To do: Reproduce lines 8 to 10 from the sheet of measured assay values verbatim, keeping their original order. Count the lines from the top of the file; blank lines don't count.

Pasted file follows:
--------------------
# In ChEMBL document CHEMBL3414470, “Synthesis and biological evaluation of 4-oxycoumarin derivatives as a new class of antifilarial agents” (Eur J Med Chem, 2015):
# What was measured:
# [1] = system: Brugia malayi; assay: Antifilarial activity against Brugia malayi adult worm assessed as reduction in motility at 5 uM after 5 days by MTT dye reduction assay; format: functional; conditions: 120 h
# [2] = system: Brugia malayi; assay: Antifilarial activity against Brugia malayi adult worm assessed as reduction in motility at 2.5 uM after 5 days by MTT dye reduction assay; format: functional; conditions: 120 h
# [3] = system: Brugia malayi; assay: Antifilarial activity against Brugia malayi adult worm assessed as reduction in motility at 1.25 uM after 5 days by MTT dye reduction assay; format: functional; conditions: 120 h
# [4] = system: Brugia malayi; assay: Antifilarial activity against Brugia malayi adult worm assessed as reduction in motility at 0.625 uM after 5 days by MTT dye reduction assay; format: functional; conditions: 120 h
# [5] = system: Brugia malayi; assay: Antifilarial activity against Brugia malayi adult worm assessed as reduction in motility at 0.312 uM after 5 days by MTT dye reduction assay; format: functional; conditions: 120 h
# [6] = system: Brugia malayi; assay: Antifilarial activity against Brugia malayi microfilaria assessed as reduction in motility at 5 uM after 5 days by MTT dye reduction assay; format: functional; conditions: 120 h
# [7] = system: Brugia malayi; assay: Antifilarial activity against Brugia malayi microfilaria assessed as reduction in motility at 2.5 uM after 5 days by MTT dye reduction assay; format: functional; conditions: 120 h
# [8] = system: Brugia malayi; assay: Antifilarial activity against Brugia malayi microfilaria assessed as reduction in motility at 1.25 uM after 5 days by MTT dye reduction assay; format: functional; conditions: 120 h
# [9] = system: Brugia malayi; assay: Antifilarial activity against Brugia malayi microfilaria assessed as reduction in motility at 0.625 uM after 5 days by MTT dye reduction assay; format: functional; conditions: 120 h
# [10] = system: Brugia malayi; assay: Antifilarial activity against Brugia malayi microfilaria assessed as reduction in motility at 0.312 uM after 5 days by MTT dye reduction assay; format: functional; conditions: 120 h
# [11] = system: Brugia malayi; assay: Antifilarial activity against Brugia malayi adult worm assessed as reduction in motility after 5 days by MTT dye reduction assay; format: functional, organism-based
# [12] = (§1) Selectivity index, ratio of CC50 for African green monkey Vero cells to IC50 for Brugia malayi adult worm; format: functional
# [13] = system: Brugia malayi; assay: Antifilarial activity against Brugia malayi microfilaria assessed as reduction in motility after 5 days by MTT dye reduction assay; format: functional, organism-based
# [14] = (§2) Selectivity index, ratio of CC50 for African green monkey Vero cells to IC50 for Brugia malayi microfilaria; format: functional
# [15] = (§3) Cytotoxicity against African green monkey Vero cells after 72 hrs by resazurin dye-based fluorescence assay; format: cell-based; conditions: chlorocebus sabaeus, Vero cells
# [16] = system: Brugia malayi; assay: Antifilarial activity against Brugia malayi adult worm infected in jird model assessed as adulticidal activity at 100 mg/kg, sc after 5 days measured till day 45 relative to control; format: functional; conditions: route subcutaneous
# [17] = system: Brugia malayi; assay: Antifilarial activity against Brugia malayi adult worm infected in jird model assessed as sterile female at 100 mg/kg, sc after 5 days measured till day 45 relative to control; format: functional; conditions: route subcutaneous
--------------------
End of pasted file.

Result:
# [6] = system: Brugia malayi; assay: Antifilarial activity against Brugia malayi microfilaria assessed as reduction in motility at 5 uM after 5 days by MTT dye reduction assay; format: functional; conditions: 120 h
# [7] = system: Brugia malayi; assay: Antifilarial activity against Brugia malayi microfilaria assessed as reduction in motility at 2.5 uM after 5 days by MTT dye reduction assay; format: functional; conditions: 120 h
# [8] = system: Brugia malayi; assay: Antifilarial activity against Brugia malayi microfilaria assessed as reduction in motility at 1.25 uM after 5 days by MTT dye reduction assay; format: functional; conditions: 120 h